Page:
‘Backpack’ pilot will feed kids on weekend
“How do you learn on a Monday when you didn’t have any food on a Saturday or Sunday?”
Allegheny Valley Elementary School Principal Steve Parinella’s question during Monday evening’s meeting of the Warren County School District’s board of directors accurately summarizes the sentiment driving an initiative about to go live at that school.
Superintendent Dr. William Clark said in his previous position, “People (students) walked out on a Friday afternoon with food. (We) know it might be all the food they would get over the weekend.”
That’s where the backpack program comes in.
According to Parinella, the backpack program will provide eight items of food for students to take home on a Friday. Those eight items comprise a breakfast, lunch and dinner for both Saturday and Sunday.
“Sometimes it’s the basic needs of kids that need taken care of before we can get to the educational,” he said.
Allegheny Valley was selected as the first school in this new program, that partners the district with the regional Second Harvest Food Bank and the Sheffield Food Pantry, because it has the highest percentage of free and reduced lunch eligible students – over 60 percent – of any school in the district.
“In all my time in education, (I’ve) never seen something move so” fast, said Parinella. He explained the cost to feed a student in this way, each Friday, is $150 for the school year. Board member Mary Anne Paris said that amounts to $4 per student per weekend.
Based on some “very generous donations from the community,” Parinella explained, the school is ready to facilitate the program for 50 students.
“I think it’s a great thing to bring to our school,” he said. “A lot of the people in the community have rallied around this. We’re ready to roll.”
He explained that students will be called down to the school’s office individually and a bag with the food will be placed in his or her backpack. “Everyone in the building won’t know what is happening.” He said that parents can opt into the program and noted that they will “try to give canned goods with poptops so they (students) can be self-sufficient.”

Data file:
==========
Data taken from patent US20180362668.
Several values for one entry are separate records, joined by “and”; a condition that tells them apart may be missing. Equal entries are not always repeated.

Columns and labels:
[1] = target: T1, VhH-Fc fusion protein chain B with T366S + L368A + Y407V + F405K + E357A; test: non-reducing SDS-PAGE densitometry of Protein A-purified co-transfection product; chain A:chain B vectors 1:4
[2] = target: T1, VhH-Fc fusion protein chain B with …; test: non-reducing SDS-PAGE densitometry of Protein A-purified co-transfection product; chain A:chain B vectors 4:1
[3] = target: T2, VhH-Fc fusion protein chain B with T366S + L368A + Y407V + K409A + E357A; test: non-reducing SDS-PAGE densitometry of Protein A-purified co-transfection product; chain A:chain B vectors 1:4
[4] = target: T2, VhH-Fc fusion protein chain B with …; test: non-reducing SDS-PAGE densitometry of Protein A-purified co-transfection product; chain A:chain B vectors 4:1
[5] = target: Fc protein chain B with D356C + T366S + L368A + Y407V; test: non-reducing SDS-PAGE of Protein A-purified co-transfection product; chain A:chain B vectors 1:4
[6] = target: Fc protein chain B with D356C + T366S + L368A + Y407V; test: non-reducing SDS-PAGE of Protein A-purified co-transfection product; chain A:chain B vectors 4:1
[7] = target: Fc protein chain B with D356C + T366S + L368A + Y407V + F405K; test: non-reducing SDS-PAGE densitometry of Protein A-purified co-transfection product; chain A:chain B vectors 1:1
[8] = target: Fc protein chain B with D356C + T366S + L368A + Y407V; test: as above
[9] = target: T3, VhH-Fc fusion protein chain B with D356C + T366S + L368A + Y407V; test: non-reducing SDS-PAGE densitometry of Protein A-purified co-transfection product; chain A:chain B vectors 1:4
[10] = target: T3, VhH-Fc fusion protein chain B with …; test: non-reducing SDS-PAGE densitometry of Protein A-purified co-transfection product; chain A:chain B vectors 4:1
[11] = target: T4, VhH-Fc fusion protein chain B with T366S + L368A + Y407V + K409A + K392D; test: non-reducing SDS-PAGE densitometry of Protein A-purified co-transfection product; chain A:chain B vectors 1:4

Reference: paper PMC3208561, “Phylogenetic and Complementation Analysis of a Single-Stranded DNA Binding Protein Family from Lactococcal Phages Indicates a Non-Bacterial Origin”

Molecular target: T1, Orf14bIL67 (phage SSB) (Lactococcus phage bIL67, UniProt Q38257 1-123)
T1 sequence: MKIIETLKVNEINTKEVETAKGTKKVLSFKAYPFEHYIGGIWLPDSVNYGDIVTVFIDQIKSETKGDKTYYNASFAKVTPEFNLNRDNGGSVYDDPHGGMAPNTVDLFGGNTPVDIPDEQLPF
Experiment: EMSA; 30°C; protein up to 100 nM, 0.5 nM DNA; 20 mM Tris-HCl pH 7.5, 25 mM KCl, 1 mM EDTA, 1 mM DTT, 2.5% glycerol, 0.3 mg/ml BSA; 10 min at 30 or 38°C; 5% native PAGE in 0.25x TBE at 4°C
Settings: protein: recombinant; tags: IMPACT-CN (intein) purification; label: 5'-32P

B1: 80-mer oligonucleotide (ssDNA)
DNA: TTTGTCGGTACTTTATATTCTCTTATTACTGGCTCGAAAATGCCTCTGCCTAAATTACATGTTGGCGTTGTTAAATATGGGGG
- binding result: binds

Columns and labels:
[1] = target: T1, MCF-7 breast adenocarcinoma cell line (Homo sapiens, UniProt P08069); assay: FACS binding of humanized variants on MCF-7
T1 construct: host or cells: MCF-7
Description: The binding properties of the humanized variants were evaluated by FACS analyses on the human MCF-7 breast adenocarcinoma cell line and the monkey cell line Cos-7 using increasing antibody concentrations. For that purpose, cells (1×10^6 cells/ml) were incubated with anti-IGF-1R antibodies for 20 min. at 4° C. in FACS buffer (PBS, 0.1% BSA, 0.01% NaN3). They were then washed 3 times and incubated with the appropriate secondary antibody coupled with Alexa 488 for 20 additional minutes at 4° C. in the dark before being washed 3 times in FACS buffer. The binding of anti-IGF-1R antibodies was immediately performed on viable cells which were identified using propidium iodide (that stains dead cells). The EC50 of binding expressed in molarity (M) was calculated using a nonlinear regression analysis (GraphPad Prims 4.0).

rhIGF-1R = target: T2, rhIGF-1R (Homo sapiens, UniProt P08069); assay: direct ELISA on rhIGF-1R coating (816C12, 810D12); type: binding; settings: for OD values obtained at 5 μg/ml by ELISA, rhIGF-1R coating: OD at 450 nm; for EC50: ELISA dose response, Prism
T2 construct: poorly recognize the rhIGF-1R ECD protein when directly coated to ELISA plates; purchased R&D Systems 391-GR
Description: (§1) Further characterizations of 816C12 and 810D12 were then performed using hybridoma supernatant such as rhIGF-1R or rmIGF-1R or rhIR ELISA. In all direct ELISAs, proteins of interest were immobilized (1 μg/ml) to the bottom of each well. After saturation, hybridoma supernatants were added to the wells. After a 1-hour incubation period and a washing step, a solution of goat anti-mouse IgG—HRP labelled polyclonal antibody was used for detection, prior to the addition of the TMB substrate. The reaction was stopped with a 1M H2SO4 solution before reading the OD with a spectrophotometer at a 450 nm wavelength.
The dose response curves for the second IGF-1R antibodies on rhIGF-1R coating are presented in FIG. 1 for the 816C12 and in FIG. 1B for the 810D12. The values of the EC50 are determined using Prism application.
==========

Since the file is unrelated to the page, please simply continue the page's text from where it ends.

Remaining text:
“I see it in my building where kindergartners and first graders that are cooking for themselves,” he added, explaining that if an agreement with the food pantries is approved, Second Harvest can deliver the food on Nov. 19 and permission slips can be distributed for program participation. “It’s kind of unique for me to see something happen this quickly,” he added.
Clark said that a note will go home to the family to ensure communication on allergy-related issues.
“When we partnered with Second Harvest, it’s not the food we need to gather,” said Parinella. “It’s the funds and donations. Once they bring the food to us we can get it out.”
“It’s a win-win,” Clark added. “(We) wanted to start it down in AVES because it is the highest need. (We) hope to expand it out to a district-wide program.”
Paris explained that they are going to take some shelves from Sheffield Area Middle High School to AVES to allow the food to be directly delivered to the school, rather than the food pantry. Doing so “limits handling of food,” she said. “I think we’ve had two major meetings and (the) Sheffield food pantry was willing to come on board and said they were willing to support it.”
Board President Arthur Stewart asked how individuals can contribute.
“(The money) goes to the Sheffield Food Pantry,” Paris said, adding that individuals could sponsor a student for $150 or indicate on a check memo line that the money is for the backpack program.
Clark said, as the the program grows, soliciting donations will be handled by the community and local ministerial groups. He noted that Youngsville will be the next place the program is implemented.
The board approved the agreement, which carries no cost to the district, unanimously.